The Scottish Government has been accused of using “bully boy” tactics to open up more land for windfarm developments.
Local authorities across Scotland have been told to open up more land for windfarm developments to help the SNP meet its 100 per cent renewable energy targets.
In a letter from local government minister Derek McKay and energy minister Fergus Ewing, councils have been told to create “Spatial Frameworks” for wind turbines. This would provide windfarm companies with a list of sites across the country to target for preferred development.
The move has been criticised by opposition politicians and windfarm opponents and comes amid concerns that councils across Scotland are being inundated by planning applications.
In the letter sent to the Convention of Scottish Local Authorities (COSLA), the SNP said it would be providing around £300,000 of funding to help under-pressure council planning departments cope with the predicted deluge of applications. It is understood cash may not be required by all of Scotland’s 32 local authorities but will still not be anything like enough to cover additional costs incurred across the country.
Two councils have already called for a moratorium on windfarm applications, pointing out that planning bosses are unable to cope with the sheer volume of them.
Liz Smith, Scottish Conservative MSP for Mid Scotland and Fife, said: “This is sending out an open invitation to windfarm companies across the world to submit their applications in Scotland and that is something that will worry many local communities.
“Local democracy is all about local councils and locally-elected councillors taking decisions close to those communities which will be impacted.
“It is now clear that the SNP Scottish Government want to use ‘bully boy’ tactics to create a race to the bottom to build as many windfarms across Scotland as possible. All over the country, groups have been established to fight these developments, showing the acute concern felt by so many people.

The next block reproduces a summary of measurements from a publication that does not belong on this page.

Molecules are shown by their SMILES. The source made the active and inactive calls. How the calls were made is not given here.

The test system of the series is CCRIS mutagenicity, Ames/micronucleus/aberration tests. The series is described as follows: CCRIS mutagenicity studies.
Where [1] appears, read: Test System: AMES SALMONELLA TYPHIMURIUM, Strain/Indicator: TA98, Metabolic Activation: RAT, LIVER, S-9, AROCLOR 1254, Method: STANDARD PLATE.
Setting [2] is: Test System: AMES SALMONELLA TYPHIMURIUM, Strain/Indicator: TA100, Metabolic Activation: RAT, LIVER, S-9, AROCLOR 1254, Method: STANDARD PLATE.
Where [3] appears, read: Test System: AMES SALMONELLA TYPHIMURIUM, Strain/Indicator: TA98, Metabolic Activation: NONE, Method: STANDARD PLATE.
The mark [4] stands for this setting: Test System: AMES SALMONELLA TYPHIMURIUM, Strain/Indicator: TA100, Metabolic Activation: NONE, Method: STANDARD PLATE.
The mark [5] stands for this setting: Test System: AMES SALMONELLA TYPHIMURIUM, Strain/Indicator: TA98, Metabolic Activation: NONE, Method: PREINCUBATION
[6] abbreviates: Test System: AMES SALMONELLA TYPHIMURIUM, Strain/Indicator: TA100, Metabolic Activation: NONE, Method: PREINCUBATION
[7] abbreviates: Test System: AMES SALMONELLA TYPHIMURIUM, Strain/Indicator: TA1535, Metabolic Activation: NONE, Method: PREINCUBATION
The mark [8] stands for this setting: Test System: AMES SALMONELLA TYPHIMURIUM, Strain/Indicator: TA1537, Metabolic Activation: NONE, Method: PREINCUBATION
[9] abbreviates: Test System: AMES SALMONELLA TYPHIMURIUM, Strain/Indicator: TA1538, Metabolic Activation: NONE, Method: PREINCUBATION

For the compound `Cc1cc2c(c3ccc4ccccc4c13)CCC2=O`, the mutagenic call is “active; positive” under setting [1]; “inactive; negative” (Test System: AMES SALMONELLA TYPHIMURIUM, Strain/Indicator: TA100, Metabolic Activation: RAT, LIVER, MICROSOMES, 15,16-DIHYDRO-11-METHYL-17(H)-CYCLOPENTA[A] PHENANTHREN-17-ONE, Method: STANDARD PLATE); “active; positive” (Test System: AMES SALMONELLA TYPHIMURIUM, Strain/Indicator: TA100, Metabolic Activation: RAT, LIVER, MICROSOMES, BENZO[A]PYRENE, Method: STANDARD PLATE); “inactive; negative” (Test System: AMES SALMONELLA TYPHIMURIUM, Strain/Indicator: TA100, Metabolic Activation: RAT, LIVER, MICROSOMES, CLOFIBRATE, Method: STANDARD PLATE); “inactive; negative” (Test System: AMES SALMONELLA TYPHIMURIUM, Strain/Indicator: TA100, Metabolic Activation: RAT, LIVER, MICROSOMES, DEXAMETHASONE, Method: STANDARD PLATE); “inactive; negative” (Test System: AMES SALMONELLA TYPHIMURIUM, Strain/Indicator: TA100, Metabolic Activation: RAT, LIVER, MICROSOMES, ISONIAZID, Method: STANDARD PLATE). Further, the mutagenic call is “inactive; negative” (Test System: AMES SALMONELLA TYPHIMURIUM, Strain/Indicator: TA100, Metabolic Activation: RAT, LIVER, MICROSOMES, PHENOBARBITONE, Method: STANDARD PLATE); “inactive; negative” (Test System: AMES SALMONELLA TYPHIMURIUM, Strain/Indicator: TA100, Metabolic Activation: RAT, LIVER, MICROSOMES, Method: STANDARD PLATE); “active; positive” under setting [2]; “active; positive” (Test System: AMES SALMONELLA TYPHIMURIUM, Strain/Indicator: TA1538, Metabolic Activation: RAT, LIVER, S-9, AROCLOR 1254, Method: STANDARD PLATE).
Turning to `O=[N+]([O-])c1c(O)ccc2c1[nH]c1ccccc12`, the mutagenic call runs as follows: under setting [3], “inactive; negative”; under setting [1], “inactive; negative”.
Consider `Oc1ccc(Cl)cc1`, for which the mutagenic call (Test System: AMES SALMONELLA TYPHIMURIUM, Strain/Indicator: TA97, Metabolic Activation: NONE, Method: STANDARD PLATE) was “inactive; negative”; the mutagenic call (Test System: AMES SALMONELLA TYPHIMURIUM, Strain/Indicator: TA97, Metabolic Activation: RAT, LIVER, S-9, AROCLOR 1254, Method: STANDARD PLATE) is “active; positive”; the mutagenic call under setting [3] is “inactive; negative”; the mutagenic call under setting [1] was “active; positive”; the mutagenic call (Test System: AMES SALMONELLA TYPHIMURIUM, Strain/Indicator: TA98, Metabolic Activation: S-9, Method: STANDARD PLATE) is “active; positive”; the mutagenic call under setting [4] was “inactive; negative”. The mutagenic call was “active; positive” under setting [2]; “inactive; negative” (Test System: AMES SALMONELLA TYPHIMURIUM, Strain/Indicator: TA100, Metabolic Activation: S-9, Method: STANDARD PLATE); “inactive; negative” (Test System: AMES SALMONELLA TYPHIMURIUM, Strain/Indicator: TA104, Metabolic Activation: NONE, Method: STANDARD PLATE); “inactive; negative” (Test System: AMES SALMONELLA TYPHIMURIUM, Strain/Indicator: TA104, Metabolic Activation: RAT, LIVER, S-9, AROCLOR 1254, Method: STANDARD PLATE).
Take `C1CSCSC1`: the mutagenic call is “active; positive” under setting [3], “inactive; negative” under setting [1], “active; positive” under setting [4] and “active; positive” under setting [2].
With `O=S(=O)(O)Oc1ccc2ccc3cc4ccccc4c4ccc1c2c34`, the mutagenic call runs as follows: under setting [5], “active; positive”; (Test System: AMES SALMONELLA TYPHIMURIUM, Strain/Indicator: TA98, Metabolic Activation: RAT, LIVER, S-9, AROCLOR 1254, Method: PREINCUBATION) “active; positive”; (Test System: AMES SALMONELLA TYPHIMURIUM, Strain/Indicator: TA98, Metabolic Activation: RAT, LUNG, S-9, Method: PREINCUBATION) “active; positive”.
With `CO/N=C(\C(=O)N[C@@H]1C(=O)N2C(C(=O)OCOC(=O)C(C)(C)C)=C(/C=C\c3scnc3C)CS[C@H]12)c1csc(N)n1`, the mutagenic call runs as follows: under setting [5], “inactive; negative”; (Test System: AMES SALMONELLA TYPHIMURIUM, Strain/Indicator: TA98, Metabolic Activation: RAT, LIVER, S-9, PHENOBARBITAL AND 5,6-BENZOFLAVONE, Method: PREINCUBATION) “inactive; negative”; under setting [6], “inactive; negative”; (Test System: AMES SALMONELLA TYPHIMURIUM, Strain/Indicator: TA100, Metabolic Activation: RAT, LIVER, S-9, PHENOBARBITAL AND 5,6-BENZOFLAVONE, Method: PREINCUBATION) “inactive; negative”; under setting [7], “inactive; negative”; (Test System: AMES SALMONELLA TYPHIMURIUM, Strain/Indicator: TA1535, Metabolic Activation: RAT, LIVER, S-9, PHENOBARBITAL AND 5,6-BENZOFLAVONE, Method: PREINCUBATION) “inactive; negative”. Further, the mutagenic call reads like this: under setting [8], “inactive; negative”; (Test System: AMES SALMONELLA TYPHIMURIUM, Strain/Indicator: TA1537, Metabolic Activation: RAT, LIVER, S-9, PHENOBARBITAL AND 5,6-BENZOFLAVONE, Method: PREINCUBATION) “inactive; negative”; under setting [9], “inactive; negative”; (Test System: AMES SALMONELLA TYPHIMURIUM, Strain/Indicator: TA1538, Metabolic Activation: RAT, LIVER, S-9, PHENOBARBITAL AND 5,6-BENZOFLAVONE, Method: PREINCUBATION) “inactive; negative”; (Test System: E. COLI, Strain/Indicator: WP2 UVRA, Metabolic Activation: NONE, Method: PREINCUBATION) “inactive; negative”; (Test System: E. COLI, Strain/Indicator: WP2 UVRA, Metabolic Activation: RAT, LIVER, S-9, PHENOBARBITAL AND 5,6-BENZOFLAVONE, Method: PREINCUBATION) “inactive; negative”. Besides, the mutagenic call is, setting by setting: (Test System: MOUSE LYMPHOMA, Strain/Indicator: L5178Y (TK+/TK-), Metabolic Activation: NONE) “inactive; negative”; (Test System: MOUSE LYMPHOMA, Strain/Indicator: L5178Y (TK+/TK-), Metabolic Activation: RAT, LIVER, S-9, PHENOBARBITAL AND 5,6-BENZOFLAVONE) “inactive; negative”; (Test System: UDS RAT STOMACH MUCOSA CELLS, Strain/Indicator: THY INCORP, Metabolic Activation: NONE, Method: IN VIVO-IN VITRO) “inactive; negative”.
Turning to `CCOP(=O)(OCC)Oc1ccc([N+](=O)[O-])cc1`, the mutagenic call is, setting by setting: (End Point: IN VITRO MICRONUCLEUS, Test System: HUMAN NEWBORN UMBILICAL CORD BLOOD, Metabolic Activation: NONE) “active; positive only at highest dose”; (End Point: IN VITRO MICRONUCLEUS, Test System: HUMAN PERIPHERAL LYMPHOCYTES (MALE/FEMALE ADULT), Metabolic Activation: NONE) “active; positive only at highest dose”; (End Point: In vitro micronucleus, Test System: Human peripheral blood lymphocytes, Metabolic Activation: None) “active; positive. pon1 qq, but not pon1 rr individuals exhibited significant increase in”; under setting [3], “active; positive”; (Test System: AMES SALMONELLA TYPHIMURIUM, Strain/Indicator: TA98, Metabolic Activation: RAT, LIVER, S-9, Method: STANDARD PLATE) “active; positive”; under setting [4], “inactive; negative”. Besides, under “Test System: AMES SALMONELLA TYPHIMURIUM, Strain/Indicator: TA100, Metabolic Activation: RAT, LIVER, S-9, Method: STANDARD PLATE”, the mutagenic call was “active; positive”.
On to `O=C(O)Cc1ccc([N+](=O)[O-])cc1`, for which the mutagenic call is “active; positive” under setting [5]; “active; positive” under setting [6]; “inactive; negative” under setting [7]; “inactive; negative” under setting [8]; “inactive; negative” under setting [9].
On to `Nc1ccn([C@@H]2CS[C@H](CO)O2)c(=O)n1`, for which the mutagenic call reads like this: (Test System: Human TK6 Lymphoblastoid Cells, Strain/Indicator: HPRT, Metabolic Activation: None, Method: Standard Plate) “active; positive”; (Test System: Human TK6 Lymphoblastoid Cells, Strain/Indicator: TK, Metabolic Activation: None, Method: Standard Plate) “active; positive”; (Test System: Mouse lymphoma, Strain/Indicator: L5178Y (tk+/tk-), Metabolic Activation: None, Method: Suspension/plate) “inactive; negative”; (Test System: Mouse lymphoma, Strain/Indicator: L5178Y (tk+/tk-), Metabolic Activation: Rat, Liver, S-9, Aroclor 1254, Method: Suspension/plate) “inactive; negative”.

“Releasing £300,000 may help some departments to a point, but it won’t be enough given the sheer volume of applications. The SNP is fuelling this rise and ordering councils across Scotland to get on-message with them will do nothing to help that situation.”
Perth and Kinross Council has turned down 17 individual applications for wind projects in the past. All but one have, however, subsequently been overturned by the Scottish Government following appeal.
Last week, Perth and Kinross councillor Ann Cowan called for a “significant” increase in the cost of windfarm applications, in light of concerns about the impact upon the public purse of the massive spike in numbers. She said councils were struggling to adequately process the deluge of applications, as developers attempt to cash in on the stampede for green energy.
Ms Cowan spoke at the Scottish Parliament during an event organised by lobby group Communities Against Turbines.
The implications of the document will now be considered by COSLA and council’s across the country.
A spokesman for Perth and Kinross Council said: “The need to crate spatial frameworks for windfarms is something the council has been aware of for some time. It is included in our new Local Development Plan and supplementary planning guidance is being developed.”
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